Putnam Triangle foes fight to save hated plaza

Putnam Triangle foes fight to save hated plaza
Photo by Elizabeth Graham

The biggest opponents of a controversial Clinton Hill pedestrian plaza have become the mini-park’s staunchest defenders by blasting a city plan to hack away a few feet of the open space to make room for buses.

Critics of the Putnam Triangle — the public space where Putnam and Grand avenues converge with Fulton Street — lambasted the Department of Transportation and a neighborhood merchants group late last year for creating the European-style piazza with tables, benches, and plantings.

Now they’re furious that neither the city nor the Fulton Area Business Alliance informed them of plans to tear out a corner of the pedestrian plaza so that Downtown-bound B26 buses won’t veer into the oncoming lane and halt traffic while turning from Grand Avenue onto Fulton Street.

“We’re tired of being treated as a guinea pig for the Department of Transportation’s experiments,” said Schellie Hagan, who produced a film about chronicling opposition to the Putnam Triangle.

Many curb cut critics — who initially contested the pedestrian-only plaza at the foot of Putnam Avenue over claims it impedes side street access and came into effect without community input — say it makes more sense to reroute the bus than rip up a portion of the square less than one year after its installation.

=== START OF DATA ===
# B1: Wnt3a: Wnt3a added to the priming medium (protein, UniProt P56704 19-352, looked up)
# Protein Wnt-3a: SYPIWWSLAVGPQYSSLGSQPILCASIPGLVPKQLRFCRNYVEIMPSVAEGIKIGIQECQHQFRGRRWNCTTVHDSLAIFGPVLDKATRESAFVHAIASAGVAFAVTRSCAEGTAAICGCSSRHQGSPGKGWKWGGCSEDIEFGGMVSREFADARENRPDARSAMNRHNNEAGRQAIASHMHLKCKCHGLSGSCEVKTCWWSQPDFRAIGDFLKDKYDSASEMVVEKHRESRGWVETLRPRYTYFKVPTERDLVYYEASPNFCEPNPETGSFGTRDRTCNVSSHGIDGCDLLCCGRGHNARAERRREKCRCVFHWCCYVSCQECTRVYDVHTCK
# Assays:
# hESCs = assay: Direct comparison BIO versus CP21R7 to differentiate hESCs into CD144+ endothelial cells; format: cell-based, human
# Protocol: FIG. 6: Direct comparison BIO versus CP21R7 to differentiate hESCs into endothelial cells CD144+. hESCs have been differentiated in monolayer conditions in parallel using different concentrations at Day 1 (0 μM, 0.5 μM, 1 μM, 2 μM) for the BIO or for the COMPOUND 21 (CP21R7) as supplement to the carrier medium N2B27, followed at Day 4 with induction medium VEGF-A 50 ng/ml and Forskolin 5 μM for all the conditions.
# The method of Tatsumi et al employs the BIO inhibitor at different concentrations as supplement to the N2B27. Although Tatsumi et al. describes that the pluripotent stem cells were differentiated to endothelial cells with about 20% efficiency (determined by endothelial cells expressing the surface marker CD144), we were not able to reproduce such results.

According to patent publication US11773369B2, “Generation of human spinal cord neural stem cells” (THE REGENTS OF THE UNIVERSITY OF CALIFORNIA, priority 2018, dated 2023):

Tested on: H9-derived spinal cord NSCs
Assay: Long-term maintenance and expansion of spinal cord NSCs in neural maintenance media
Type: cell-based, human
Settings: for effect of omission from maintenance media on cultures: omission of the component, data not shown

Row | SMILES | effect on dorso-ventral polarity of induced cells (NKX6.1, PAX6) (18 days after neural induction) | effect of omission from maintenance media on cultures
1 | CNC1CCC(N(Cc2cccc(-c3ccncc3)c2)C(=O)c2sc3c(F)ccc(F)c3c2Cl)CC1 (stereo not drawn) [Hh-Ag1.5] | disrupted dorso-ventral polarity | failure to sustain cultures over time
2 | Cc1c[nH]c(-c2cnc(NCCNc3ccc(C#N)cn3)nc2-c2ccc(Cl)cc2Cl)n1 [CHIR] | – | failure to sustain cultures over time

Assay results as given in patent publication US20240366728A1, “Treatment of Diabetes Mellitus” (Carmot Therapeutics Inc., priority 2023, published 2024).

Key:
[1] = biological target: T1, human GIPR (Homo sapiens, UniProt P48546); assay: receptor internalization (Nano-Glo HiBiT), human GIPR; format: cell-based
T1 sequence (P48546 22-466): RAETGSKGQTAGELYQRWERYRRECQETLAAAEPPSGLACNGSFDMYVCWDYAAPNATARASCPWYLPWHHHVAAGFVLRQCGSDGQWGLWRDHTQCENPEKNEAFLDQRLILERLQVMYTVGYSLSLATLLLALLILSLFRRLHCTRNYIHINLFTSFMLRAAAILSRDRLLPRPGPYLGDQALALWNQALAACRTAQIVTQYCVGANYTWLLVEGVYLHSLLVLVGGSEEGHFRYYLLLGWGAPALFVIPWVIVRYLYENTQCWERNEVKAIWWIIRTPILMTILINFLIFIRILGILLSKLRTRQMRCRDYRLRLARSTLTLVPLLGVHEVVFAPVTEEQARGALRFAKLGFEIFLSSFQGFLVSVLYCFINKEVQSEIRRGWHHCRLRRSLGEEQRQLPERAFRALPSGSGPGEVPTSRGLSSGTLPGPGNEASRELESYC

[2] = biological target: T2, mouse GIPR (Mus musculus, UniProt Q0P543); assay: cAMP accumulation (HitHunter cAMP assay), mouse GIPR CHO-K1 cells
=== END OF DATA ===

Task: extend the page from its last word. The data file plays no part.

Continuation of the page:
“The work costs a lot of money at a time when the city is saying they don’t have any,” said corner cut opponent Joe Gonzalez.

Gonzalez and others want the bus to turn from Putnam Avenue onto Fulton Street a block before the tiny park, at Downing Street rather than Grand Avenue.

A Department of Transportation spokesman said once the road work is finished, the B26 bus won’t have to make such a wide turn to skirt the Putnam Triangle — a maneuver that often obstructs a lane of oncoming, Bedford-Stuyvesant-bound traffic.

The spokesman said a start date for the project hasn’t been set and declined to discuss its cost.

Plaza supporters said tweaking its design would ease traffic congestion in the area.

“It makes sense,” said Phillip Kellogg, the director of the Fulton Area Business Alliance. “It’s a solution to making the turn smoother and it looks like it will do that.”

Reach reporter Daniel Bush at [email protected] or by calling (718) 260-8310. Follow him at twitter.com/dan_bush.

Sidewalk showdown: The city plans to cut out part of the sidewalk on Fulton and Grand streets to give the Downtown-bound B26 more room to turn.
Photo by Elizabeth Graham